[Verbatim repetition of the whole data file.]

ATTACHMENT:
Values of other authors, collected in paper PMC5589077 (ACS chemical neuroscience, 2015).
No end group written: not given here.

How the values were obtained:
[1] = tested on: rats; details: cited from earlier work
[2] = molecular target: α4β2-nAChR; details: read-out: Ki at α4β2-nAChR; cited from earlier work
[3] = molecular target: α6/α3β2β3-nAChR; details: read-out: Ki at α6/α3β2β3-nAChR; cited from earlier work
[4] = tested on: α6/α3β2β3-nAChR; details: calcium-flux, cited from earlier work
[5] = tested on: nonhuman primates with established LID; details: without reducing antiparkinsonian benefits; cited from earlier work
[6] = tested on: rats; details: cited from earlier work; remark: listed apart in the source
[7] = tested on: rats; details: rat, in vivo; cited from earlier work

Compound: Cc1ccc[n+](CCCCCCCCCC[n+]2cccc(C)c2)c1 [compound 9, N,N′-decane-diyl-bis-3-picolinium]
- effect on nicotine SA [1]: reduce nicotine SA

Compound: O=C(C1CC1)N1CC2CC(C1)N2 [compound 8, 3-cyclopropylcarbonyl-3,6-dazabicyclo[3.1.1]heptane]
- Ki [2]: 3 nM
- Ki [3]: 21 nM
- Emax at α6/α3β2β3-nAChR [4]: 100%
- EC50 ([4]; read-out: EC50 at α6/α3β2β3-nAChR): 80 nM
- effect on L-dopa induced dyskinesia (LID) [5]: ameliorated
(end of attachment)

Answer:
Values of other authors, collected in paper PMC5589077 (ACS chemical neuroscience, 2015).
No end group written: not given here.

How the values were obtained:
[1] = tested on: rats; details: cited from earlier work
[2] = molecular target: α4β2-nAChR; details: read-out: Ki at α4β2-nAChR; cited from earlier work
[3] = molecular target: α6/α3β2β3-nAChR; details: read-out: Ki at α6/α3β2β3-nAChR; cited from earlier work
[4] = tested on: α6/α3β2β3-nAChR; details: calcium-flux, cited from earlier work
[5] = tested on: nonhuman primates with established LID; details: without reducing antiparkinsonian benefits; cited from earlier work
[6] = tested on: rats; details: cited from earlier work; remark: listed apart in the source
[7] = tested on: rats; details: rat, in vivo; cited from earlier work

Compound: Cc1ccc[n+](CCCCCCCCCC[n+]2cccc(C)c2)c1 [compound 9, N,N′-decane-diyl-bis-3-picolinium]
- effect on nicotine SA [1]: reduce nicotine SA

Compound: O=C(C1CC1)N1CC2CC(C1)N2 [compound 8, 3-cyclopropylcarbonyl-3,6-dazabicyclo[3.1.1]heptane]
- Ki [2]: 3 nM
- Ki [3]: 21 nM
- Emax at α6/α3β2β3-nAChR [4]: 100%
- EC50 ([4]; read-out: EC50 at α6/α3β2β3-nAChR): 80 nM
- effect on L-dopa induced dyskinesia (LID) [5]: ameliorated